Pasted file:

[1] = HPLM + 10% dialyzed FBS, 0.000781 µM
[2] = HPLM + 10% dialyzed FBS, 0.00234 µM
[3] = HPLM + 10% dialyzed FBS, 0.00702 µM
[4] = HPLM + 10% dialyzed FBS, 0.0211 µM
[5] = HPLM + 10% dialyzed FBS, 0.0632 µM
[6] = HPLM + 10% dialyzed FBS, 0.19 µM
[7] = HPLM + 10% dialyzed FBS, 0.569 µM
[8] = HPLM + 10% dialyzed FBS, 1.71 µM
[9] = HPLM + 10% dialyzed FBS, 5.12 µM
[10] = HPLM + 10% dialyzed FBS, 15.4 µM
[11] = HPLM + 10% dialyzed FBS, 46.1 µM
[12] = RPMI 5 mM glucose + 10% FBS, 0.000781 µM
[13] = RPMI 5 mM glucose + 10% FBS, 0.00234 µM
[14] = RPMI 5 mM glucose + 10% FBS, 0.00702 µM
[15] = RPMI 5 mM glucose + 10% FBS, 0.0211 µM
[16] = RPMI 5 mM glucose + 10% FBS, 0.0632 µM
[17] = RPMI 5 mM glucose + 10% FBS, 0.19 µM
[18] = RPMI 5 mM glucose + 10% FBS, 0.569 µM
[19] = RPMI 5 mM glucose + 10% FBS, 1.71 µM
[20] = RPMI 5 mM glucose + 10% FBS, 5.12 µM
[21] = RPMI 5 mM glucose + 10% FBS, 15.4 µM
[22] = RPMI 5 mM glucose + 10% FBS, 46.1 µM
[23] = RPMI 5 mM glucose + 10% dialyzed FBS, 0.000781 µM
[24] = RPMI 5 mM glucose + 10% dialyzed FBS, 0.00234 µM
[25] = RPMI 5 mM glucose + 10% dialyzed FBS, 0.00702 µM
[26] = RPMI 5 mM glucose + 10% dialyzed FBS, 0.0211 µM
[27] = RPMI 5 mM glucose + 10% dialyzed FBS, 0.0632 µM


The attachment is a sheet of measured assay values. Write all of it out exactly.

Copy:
[1] = HPLM + 10% dialyzed FBS, 0.000781 µM
[2] = HPLM + 10% dialyzed FBS, 0.00234 µM
[3] = HPLM + 10% dialyzed FBS, 0.00702 µM
[4] = HPLM + 10% dialyzed FBS, 0.0211 µM
[5] = HPLM + 10% dialyzed FBS, 0.0632 µM
[6] = HPLM + 10% dialyzed FBS, 0.19 µM
[7] = HPLM + 10% dialyzed FBS, 0.569 µM
[8] = HPLM + 10% dialyzed FBS, 1.71 µM
[9] = HPLM + 10% dialyzed FBS, 5.12 µM
[10] = HPLM + 10% dialyzed FBS, 15.4 µM
[11] = HPLM + 10% dialyzed FBS, 46.1 µM
[12] = RPMI 5 mM glucose + 10% FBS, 0.000781 µM
[13] = RPMI 5 mM glucose + 10% FBS, 0.00234 µM
[14] = RPMI 5 mM glucose + 10% FBS, 0.00702 µM
[15] = RPMI 5 mM glucose + 10% FBS, 0.0211 µM
[16] = RPMI 5 mM glucose + 10% FBS, 0.0632 µM
[17] = RPMI 5 mM glucose + 10% FBS, 0.19 µM
[18] = RPMI 5 mM glucose + 10% FBS, 0.569 µM
[19] = RPMI 5 mM glucose + 10% FBS, 1.71 µM
[20] = RPMI 5 mM glucose + 10% FBS, 5.12 µM
[21] = RPMI 5 mM glucose + 10% FBS, 15.4 µM
[22] = RPMI 5 mM glucose + 10% FBS, 46.1 µM
[23] = RPMI 5 mM glucose + 10% dialyzed FBS, 0.000781 µM
[24] = RPMI 5 mM glucose + 10% dialyzed FBS, 0.00234 µM
[25] = RPMI 5 mM glucose + 10% dialyzed FBS, 0.00702 µM
[26] = RPMI 5 mM glucose + 10% dialyzed FBS, 0.0211 µM
[27] = RPMI 5 mM glucose + 10% dialyzed FBS, 0.0632 µM